Some more established editors might not have the time to provide you with a sample, but they will undoubtedly have an extensive list of books they’ve edited that you can take a look at. However, if you really want a sample, it doesn’t hurt to ask.

Editing should be a partnership, not a battle – and that’s exactly why it’s important to find an editor suited to your style. A sample edit can be a really useful indicator of the compatibility between the author/editor/manuscript.

Communicating with your editor

Once you’ve found some editors you like, you of course have to get in touch with them.

Email is usually the best method.

Personally, I hate it when clients phone me out of the blue. (An arranged call is perfectly fine.) More often than not, I’ll let the call go to voicemail as I usually have my phone on silent. Most of my work requires a lot of focused concentration, so a call is pretty disruptive.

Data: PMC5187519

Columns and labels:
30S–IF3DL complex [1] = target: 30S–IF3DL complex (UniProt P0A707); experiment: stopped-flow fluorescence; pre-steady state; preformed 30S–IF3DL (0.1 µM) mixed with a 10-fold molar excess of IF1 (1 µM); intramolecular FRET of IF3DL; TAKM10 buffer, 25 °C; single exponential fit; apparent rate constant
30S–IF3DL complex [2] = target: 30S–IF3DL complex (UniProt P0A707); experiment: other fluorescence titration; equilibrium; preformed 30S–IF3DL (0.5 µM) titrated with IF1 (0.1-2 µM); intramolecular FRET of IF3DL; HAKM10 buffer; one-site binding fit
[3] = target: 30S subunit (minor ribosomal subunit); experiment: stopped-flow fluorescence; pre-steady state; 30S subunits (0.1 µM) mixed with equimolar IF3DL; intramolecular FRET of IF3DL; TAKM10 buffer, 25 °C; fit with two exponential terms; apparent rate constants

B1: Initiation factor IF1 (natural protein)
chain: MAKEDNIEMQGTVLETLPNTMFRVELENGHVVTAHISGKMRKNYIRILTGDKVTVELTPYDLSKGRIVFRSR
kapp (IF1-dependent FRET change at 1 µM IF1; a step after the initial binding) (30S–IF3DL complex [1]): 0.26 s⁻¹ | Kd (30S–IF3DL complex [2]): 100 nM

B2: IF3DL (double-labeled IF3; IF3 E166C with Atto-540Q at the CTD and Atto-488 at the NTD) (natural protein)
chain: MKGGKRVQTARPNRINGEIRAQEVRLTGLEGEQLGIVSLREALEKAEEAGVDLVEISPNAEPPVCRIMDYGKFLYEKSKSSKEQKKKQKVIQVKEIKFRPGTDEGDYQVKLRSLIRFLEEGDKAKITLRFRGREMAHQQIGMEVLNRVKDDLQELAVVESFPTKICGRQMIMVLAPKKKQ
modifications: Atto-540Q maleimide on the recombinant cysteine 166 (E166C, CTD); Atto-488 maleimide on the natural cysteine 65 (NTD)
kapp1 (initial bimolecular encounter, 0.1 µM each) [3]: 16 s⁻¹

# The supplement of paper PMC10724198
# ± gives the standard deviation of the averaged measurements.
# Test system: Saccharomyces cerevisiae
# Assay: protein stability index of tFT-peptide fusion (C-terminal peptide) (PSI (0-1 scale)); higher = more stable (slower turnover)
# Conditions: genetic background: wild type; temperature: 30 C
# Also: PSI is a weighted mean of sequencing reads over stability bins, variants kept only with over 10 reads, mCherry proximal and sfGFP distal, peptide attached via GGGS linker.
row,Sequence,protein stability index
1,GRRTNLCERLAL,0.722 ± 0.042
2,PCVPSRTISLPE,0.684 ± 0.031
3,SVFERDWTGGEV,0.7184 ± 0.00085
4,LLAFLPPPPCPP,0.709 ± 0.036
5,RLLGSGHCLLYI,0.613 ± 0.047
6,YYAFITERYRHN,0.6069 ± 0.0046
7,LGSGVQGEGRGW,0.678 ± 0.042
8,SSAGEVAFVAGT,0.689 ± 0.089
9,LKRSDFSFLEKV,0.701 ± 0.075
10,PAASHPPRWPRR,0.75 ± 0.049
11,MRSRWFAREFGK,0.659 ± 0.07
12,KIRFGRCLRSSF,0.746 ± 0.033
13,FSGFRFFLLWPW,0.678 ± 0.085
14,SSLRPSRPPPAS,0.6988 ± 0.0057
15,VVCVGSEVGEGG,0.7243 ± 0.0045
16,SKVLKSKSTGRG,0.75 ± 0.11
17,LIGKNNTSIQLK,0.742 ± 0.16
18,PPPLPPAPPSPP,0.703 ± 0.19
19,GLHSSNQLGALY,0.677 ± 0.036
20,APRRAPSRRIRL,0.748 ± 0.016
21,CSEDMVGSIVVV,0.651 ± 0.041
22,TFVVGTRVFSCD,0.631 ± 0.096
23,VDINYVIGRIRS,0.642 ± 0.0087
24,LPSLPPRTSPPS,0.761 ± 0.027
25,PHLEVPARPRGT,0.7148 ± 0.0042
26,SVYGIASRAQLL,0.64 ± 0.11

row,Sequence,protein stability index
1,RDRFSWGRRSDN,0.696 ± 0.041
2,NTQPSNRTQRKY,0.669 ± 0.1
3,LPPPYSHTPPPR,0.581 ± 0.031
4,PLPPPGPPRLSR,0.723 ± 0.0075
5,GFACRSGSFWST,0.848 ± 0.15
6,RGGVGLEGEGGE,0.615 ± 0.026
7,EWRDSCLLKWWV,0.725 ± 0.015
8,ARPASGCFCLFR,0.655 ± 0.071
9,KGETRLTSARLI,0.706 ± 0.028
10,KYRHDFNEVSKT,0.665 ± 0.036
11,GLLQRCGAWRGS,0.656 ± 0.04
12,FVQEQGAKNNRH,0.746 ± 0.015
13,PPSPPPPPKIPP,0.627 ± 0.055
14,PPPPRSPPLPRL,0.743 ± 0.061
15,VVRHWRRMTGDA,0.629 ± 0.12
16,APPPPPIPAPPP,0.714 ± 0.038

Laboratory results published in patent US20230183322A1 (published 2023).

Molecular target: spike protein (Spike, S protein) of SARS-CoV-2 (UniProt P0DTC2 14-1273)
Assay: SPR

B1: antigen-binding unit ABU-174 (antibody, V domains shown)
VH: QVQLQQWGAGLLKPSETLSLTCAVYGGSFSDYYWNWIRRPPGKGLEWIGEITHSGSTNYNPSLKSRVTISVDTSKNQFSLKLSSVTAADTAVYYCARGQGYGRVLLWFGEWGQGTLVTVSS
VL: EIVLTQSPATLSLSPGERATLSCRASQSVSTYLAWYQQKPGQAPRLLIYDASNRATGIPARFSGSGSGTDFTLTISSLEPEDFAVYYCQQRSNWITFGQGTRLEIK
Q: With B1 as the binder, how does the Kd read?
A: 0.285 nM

On top of that, there’s no record of what’s discussed in a phone call, so I normally type up the gist of our conversation and email it to the person, anyway. If this sounds suspiciously like double the work, it’s because it is! But it’s my responsibility to keep track of our correspondence.

It’s fine to send enquiries to more than one editor at a time. You might request sample edits from a variety of editors to help you make your decision.

I recommend you send the same sample to each editor so you can more easily compare the results. It’s not necessary, but it is polite, to let the editor know you’re contacting a couple of other editors.

My top tip is to never speak to the editors you contact as though they are an employee who is obligated to do what you tell them because you’re going to pay them for it.

You are not my boss. I am my own boss. And I choose the clients I work with as much as they choose me.

The editor-author relationship is one of equals. If I get an email that just says ‘Here’s a document for you to edit. I need it by tomorrow’, I’m highly unlikely to even respond.